BDA Verdict: The Dukan’t Diet is Offal! There is absolutely no solid science behind this at all. This works on restricting foods, calories and portion control again. Once again, cutting out food groups is not advisable. This diet is so confusing, very rigid, full of very French foods that most Brits would run a mile from like rabbit and offal, and even Dr Dukan himself warns of the associated problems like lack of energy, constipation and bad breath – lovely!
Speaking about these and other fad diets, Sian Porter, consultant dietitian and Spokesperson for the BDA, said:
“Sadly, there is no magic wand you can wave. There is no wonder diet you can follow without some nutritional or health risk and most are offering a short-term fix to a long term problem. It may be obvious, but if you want to lose weight you need to eat a nutritionally balanced and varied diet with appropriately sized portions and burn off more calories than you consume. In short speak, eat fewer calories, make better choices and move a bit more!
“On a serious note, glamorous images of celebrities saturate our daily media in all forms. These celebs have an army of people to help them to keep looking good, which is essential to their livelihood and plenty of money to do whatever they think it takes. You need to remember too, a lot of these images are airbrushed and retouched to give celebrities an unachievable body image that does not exist in real life, yet many aspire to. Some people look at these images and will try anything they think will help them achieve the ‘perfect’ body.
“If you have some weight you need to lose, then do it in a healthy, enjoyable and sustainable way. In the long term this will achieve the results you are after.”
For more information and tips about healthy weight loss, please visit www.bdaweightwise.com.
|For more information / interview requests, please contact the BDA Press Office on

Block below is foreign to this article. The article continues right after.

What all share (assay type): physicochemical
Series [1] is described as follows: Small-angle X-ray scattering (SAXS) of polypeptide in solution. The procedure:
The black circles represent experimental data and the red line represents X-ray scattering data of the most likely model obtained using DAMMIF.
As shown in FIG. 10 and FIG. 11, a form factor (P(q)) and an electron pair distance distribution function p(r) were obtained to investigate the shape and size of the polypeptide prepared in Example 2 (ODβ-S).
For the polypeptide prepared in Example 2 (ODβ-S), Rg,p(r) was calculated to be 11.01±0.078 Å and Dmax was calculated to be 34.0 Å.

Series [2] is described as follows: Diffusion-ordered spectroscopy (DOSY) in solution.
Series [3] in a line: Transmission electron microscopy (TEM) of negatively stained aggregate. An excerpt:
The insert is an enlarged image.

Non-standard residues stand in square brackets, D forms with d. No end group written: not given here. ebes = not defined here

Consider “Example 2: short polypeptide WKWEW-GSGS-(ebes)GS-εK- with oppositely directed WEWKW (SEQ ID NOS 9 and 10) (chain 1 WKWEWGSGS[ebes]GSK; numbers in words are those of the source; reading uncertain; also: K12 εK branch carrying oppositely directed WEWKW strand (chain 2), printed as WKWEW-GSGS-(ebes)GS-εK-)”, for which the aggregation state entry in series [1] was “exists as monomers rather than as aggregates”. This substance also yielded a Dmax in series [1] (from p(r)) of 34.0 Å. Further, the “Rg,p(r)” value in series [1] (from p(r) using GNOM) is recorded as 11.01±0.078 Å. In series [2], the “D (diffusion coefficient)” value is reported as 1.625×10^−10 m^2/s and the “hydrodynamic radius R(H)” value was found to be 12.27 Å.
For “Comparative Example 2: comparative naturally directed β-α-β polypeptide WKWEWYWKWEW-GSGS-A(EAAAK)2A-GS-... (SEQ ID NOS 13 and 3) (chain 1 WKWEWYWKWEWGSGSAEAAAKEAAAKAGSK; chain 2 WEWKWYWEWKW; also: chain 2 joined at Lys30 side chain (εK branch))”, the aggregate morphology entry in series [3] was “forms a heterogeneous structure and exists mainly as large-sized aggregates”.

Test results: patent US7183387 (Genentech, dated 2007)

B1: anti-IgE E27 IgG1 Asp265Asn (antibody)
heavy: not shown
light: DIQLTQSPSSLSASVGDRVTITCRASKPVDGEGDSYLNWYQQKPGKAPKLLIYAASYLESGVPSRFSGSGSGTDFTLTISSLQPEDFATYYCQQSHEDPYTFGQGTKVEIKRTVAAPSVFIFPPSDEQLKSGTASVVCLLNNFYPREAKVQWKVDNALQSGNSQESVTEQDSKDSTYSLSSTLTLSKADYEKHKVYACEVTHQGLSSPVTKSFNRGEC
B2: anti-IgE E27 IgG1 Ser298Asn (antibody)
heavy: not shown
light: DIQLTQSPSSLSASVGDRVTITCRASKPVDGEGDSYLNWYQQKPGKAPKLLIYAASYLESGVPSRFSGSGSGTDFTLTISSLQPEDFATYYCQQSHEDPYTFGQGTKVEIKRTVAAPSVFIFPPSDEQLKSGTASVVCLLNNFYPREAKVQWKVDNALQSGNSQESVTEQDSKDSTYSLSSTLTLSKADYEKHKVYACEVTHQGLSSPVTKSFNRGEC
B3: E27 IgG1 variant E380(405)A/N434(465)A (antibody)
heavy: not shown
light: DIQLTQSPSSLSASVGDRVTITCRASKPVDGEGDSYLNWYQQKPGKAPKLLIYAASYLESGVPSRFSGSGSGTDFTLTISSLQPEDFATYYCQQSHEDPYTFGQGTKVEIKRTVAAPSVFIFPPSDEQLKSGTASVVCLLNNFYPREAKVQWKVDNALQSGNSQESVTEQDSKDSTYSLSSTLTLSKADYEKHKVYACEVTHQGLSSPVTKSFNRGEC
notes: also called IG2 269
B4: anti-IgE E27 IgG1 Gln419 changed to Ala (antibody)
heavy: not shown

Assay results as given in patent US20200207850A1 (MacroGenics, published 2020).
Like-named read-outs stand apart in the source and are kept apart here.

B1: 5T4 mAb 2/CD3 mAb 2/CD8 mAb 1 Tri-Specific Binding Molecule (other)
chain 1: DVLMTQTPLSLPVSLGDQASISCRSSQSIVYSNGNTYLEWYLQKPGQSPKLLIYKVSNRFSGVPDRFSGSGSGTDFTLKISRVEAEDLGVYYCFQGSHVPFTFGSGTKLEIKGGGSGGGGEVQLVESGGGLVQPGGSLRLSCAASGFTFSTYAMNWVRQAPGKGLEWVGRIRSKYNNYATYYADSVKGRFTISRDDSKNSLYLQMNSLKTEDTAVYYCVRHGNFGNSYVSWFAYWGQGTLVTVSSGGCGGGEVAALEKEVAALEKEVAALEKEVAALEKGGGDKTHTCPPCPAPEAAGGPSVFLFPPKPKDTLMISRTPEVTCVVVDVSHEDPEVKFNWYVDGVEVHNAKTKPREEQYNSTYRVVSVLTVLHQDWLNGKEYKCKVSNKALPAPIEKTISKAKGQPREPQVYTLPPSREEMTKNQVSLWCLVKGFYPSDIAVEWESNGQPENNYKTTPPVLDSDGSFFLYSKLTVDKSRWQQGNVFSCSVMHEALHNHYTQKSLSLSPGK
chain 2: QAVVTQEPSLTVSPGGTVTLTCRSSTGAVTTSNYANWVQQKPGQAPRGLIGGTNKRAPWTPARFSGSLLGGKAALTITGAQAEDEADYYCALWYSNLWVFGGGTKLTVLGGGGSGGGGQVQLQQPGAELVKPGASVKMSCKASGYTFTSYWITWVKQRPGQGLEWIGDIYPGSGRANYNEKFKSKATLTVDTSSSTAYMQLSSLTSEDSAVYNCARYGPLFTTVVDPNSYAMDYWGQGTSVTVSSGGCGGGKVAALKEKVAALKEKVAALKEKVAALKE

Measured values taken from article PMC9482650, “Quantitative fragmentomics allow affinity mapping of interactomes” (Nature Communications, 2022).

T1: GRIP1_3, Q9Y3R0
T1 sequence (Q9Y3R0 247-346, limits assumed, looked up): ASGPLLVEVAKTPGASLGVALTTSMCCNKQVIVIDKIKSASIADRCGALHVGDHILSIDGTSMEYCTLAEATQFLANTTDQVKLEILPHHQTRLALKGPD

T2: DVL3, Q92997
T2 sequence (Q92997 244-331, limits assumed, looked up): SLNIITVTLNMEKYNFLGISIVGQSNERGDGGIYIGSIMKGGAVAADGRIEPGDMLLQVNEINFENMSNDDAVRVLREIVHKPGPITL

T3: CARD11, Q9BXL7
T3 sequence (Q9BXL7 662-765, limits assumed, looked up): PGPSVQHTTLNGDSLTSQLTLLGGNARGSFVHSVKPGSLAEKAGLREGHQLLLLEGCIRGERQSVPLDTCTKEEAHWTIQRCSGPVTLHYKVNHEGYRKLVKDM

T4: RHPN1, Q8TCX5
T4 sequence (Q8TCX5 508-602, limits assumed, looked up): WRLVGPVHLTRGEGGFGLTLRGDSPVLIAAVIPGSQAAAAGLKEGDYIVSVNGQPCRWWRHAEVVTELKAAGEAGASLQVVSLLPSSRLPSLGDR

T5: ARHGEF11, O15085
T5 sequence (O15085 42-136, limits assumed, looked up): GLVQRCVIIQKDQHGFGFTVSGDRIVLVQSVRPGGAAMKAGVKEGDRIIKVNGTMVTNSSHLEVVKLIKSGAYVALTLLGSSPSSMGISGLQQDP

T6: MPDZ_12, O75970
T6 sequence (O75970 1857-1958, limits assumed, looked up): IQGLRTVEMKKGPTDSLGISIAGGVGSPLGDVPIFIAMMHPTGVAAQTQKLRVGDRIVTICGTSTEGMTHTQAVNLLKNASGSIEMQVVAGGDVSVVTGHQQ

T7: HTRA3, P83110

0870 850 2517
Notes to the Editor:
- Visit the BDA website at www.bda.uk.com
- The British Dietetic Association, founded in 1936, is the professional association for registered dietitians in Great Britain and Northern Ireland. It is the nation’s largest organisation of food and nutrition professionals with over 6,000 members.
- Registered dietitians are the only qualified health professionals that assess, diagnose and treat diet and nutrition problems at an individual and wider public health level. Uniquely, dietitians use the most up to date public health and scientific research on food, health and disease, which they translate into practical guidance to enable people to make appropriate lifestyle and food choices.
- Dietitians are the only nutrition professionals to be statutorily regulated, and governed by an ethical code, to ensure that they always work to the highest standard. Dietitians work in the NHS, private practice, industry, education, research, sport, media, public relations, publishing, Non Government Organisations and government. Their advice influences food and health policy across the spectrum from government, local communities and individuals.